Wild-haired DJ and producer Bassnectar is a different animal than most of his electronic dance music brethren.
Hiding underneath that ominous pile of dark locks is a warm, thoughtful ex-death-metal fan who was lured into the Bay Area dance scene after attending his first rave in the mid-90s.
Born Lorin Ashton, the 34-year-old joyfully draws from disparate genres, connecting them with a passion for bass grooves. The organic approach has taken him from small parties to Burning Man to the large-scale festival circuit, where he incites massive throngs of dance at events such as Bonnaroo, Lollapalooza and Coachella.
Revered by an army of followers known as Bass Heads, Bassnectar sold more than 250,000 tickets in 2011 to his solo concerts face-melting, gut-shaking blowouts of low-frequency sound and blinding light.
In what promises to be the biggest DJ production ever to hit the Treasure Valley, Bassnectar will headline Thursday, Oct. 25, at the 2,200-capacity Revolution Concert House and Event Center.
We caught up with him and talked about EDM, fostering a sense of community, and being able to give back to the world:
Electronic dance music used to be an underground scene, but its never been more mainstream than it is right now. Is that a good thing?
Its exciting to me to watch anything with momentum expand forward. You could ask yourself, Is it a good thing that rock n roll became mainstream or is it a good thing that hip-hop became mainstream? While youre asking yourself that, I would suggest that its a futile question, because it already is.
So I dont see my relationship to that which I love being affected negatively by other people loving it, too. I make the comparison to strawberries. I fing love strawberries. You can find me 10 billion people who love strawberries. Its not going to make me enjoy my strawberries any less.
A lot of new faces are in crowds lately. A lot of these fans maybe dont have a lot of knowledge or experience with EDM. What would your advice for newbies be? Theres always going to be the old crowd that looks down on the newbie.
Yeah, for sure. I was a newbie, and I was fortunate enough to have old-timers around who were friendly and understanding. So if Im an old-timer, Id choose to be the same way really welcoming and accommodating.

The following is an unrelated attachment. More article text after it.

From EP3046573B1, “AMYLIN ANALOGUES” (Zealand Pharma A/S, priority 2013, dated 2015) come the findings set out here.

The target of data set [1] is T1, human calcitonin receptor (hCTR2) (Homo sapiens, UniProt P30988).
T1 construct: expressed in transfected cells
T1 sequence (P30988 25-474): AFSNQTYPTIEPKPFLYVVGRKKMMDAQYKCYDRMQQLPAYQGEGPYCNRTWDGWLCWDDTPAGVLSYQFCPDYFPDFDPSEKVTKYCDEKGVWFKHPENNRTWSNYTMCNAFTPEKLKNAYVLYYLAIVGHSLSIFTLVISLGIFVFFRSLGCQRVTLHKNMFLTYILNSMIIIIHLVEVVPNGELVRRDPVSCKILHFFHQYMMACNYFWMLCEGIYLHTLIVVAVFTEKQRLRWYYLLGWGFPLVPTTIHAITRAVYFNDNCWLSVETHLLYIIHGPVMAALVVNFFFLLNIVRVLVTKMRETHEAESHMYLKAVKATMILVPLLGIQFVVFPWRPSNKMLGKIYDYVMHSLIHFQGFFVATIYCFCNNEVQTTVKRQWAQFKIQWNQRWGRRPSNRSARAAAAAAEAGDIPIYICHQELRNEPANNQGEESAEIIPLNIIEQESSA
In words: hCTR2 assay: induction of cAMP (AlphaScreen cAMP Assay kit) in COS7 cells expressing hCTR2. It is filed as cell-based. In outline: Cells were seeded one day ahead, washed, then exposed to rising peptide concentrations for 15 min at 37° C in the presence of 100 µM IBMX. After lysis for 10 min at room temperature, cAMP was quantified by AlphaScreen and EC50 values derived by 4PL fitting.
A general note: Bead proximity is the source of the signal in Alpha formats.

It changed my life to go from punk rock shows and death metal shows into electronic dance music in 1995. And my favorite thing about it was the friendly atmosphere mixed with the really intense music. Because Ive always loved intense underground music. And to enjoy that within the context of a bunch of friendly people is so much better than a bunch of grumpy people. (Laughs)
So its no new experience for me at this point to have a room of a good mix of old-timers and Bass Heads and the seasoned freaks, along with new people. I think that kind of chemistry is really exciting.
I would say if youre coming for your first show, dont expect too much and dont worry about it, its going to be fun. And just let loose and have a good time and bring some new friends.
Community is a big part of the Bassnectar experience, which would seem to have more in common with, say, the Grateful Dead than most EDM acts. Is that something you fostered purposely over time?
Its definitely something that I have a lot of respect and appreciation for, having grown up in a commune and then lived my life in subcultures of the underground. Im really used to and comfortable finding an identity within a scene and protecting the code of that scene and championing it and promoting it to my friends. I think that that happening in any way where people are finding something that they love or a place where they feel like home, and making it their own is really special.
At this point, its so far out of my hands that its just something that I kind of watch, as opposed to orchestrate. Thats also pretty cool to work on something for years and then have it catch fire.
At this point, its one of the longest-standing underground music communities that I know of in the country. Certainly for bass music. Most of the (EDM) acts that are touring and hot right now are one or two years old. And this all started in the mid-90s for me, so its cool to see and to watch the growth over time.
Youre touring with, and correct me if Im wrong, three semi trucks ...
Yeah. Three semi-trucks, two tour buses, about 25 crew members. We set up full multimedia art installations and LED and video and a state-of-the-art sound system that is laser-spec-ed to every single seat in the room to have the exact same amount of weight and bass and volume as it would in the front of the room. A lot of work and heart goes into this.
Thanks in part to some well-publicized comments from Deadmau5, a lot got made a couple months ago about what exactly DJs do on stage. Is it important to you for fans to understand the intricacies of your performance technique?